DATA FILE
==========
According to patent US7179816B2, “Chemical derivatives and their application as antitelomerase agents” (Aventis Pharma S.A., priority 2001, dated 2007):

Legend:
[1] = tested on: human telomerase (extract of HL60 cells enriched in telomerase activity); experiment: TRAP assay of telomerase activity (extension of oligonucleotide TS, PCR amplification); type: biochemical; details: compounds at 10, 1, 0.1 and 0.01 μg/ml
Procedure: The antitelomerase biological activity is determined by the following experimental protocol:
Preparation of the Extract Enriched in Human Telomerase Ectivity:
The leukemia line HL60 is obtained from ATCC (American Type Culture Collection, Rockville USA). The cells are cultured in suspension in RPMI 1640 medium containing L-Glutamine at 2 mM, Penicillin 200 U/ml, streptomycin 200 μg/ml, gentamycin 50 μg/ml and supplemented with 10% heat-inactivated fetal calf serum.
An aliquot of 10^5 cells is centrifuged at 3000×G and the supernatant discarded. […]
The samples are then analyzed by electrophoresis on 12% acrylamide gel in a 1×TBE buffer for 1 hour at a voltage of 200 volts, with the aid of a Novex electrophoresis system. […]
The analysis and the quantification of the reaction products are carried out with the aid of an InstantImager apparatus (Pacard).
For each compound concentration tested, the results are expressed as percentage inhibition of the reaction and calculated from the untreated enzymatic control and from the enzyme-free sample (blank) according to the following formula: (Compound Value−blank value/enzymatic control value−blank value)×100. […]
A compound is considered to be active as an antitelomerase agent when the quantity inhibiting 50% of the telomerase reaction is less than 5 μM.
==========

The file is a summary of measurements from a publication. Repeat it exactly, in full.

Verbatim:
According to patent US7179816B2, “Chemical derivatives and their application as antitelomerase agents” (Aventis Pharma S.A., priority 2001, dated 2007):

Legend:
[1] = tested on: human telomerase (extract of HL60 cells enriched in telomerase activity); experiment: TRAP assay of telomerase activity (extension of oligonucleotide TS, PCR amplification); type: biochemical; details: compounds at 10, 1, 0.1 and 0.01 μg/ml
Procedure: The antitelomerase biological activity is determined by the following experimental protocol:
Preparation of the Extract Enriched in Human Telomerase Ectivity:
The leukemia line HL60 is obtained from ATCC (American Type Culture Collection, Rockville USA). The cells are cultured in suspension in RPMI 1640 medium containing L-Glutamine at 2 mM, Penicillin 200 U/ml, streptomycin 200 μg/ml, gentamycin 50 μg/ml and supplemented with 10% heat-inactivated fetal calf serum.
An aliquot of 10^5 cells is centrifuged at 3000×G and the supernatant discarded. […]
The samples are then analyzed by electrophoresis on 12% acrylamide gel in a 1×TBE buffer for 1 hour at a voltage of 200 volts, with the aid of a Novex electrophoresis system. […]
The analysis and the quantification of the reaction products are carried out with the aid of an InstantImager apparatus (Pacard).
For each compound concentration tested, the results are expressed as percentage inhibition of the reaction and calculated from the untreated enzymatic control and from the enzyme-free sample (blank) according to the following formula: (Compound Value−blank value/enzymatic control value−blank value)×100. […]
A compound is considered to be active as an antitelomerase agent when the quantity inhibiting 50% of the telomerase reaction is less than 5 μM.